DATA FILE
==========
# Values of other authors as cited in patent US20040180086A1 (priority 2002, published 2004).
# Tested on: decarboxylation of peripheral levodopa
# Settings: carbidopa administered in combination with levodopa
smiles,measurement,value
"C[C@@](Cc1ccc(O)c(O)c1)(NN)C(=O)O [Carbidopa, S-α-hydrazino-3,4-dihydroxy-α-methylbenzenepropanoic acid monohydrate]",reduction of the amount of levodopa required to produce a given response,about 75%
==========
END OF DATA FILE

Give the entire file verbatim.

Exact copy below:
# Values of other authors as cited in patent US20040180086A1 (priority 2002, published 2004).
# Tested on: decarboxylation of peripheral levodopa
# Settings: carbidopa administered in combination with levodopa
smiles,measurement,value
"C[C@@](Cc1ccc(O)c(O)c1)(NN)C(=O)O [Carbidopa, S-α-hydrazino-3,4-dihydroxy-α-methylbenzenepropanoic acid monohydrate]",reduction of the amount of levodopa required to produce a given response,about 75%